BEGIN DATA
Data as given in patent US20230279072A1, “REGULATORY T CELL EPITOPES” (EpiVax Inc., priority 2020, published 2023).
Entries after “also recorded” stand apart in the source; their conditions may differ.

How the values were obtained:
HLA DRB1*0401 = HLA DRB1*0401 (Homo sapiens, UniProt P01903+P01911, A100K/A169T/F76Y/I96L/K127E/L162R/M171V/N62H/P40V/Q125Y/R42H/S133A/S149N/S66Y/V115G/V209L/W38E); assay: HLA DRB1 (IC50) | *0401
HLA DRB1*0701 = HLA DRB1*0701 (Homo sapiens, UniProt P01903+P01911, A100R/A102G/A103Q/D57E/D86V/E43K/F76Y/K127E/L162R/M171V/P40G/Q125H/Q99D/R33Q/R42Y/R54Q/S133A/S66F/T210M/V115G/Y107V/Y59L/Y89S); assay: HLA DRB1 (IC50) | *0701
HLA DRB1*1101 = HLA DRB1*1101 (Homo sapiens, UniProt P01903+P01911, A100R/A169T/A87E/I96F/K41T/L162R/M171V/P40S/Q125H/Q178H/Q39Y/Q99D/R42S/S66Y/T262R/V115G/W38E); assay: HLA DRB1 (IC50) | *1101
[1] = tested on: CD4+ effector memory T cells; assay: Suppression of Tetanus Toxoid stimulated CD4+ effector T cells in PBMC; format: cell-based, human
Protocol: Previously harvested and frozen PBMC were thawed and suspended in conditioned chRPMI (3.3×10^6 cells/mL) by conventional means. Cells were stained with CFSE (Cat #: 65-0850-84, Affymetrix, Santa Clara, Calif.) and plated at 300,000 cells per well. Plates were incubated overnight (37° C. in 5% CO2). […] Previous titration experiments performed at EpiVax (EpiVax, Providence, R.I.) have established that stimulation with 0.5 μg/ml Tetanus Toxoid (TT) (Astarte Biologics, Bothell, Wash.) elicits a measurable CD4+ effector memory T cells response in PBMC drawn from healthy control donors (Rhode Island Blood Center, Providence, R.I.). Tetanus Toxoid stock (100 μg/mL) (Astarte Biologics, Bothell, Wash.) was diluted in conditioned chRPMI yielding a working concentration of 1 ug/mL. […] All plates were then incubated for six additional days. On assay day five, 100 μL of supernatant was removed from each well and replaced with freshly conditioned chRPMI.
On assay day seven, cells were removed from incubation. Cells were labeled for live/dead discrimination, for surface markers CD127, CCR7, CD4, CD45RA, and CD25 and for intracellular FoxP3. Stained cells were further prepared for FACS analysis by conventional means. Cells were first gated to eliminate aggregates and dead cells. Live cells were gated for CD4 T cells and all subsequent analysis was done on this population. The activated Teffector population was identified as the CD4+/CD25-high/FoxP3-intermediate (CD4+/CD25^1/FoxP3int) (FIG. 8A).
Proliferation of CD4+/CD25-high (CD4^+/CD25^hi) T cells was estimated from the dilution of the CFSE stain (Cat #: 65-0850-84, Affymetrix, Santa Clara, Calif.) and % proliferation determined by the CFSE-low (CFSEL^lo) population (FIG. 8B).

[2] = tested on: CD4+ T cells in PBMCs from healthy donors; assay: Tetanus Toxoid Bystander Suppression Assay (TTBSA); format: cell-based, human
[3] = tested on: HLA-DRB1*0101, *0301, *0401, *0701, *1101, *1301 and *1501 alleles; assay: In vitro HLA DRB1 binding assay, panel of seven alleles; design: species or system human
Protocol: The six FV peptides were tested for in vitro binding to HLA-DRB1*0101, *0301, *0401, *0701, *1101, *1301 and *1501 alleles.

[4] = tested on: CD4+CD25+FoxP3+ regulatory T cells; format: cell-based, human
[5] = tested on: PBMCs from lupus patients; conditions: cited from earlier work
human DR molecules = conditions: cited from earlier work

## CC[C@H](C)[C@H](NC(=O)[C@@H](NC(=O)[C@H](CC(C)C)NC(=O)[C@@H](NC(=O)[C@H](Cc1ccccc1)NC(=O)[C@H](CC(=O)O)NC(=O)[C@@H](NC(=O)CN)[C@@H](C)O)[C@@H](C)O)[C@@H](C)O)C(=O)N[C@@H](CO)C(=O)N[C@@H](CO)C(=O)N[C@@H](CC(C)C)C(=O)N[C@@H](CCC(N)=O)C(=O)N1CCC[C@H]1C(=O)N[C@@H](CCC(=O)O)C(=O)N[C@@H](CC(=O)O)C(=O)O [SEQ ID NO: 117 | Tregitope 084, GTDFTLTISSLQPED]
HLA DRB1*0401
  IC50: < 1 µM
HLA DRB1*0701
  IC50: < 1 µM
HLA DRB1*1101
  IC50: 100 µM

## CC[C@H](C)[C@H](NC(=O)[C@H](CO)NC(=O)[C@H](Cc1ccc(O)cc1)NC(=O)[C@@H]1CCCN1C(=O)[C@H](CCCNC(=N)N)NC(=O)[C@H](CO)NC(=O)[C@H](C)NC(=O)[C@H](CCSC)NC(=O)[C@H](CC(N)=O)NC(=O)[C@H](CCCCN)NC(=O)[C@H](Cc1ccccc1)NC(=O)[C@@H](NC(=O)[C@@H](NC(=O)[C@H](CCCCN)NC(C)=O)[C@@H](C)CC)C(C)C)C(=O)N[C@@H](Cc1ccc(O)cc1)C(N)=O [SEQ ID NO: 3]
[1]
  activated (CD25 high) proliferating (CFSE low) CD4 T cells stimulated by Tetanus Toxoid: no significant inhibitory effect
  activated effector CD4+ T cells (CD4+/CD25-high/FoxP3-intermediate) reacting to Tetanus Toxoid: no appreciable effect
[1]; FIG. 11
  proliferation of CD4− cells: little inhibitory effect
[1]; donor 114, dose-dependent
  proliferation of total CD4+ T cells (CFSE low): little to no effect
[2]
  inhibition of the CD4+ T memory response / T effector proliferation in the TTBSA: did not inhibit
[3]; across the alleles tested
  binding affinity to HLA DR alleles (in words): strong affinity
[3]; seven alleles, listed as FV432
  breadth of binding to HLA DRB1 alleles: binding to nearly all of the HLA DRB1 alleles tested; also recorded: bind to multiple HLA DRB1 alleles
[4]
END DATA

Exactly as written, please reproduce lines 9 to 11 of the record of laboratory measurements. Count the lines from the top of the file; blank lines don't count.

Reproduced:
On assay day seven, cells were removed from incubation. Cells were labeled for live/dead discrimination, for surface markers CD127, CCR7, CD4, CD45RA, and CD25 and for intracellular FoxP3. Stained cells were further prepared for FACS analysis by conventional means. Cells were first gated to eliminate aggregates and dead cells. Live cells were gated for CD4 T cells and all subsequent analysis was done on this population. The activated Teffector population was identified as the CD4+/CD25-high/FoxP3-intermediate (CD4+/CD25^1/FoxP3int) (FIG. 8A).
Proliferation of CD4+/CD25-high (CD4^+/CD25^hi) T cells was estimated from the dilution of the CFSE stain (Cat #: 65-0850-84, Affymetrix, Santa Clara, Calif.) and % proliferation determined by the CFSE-low (CFSEL^lo) population (FIG. 8B).

[2] = tested on: CD4+ T cells in PBMCs from healthy donors; assay: Tetanus Toxoid Bystander Suppression Assay (TTBSA); format: cell-based, human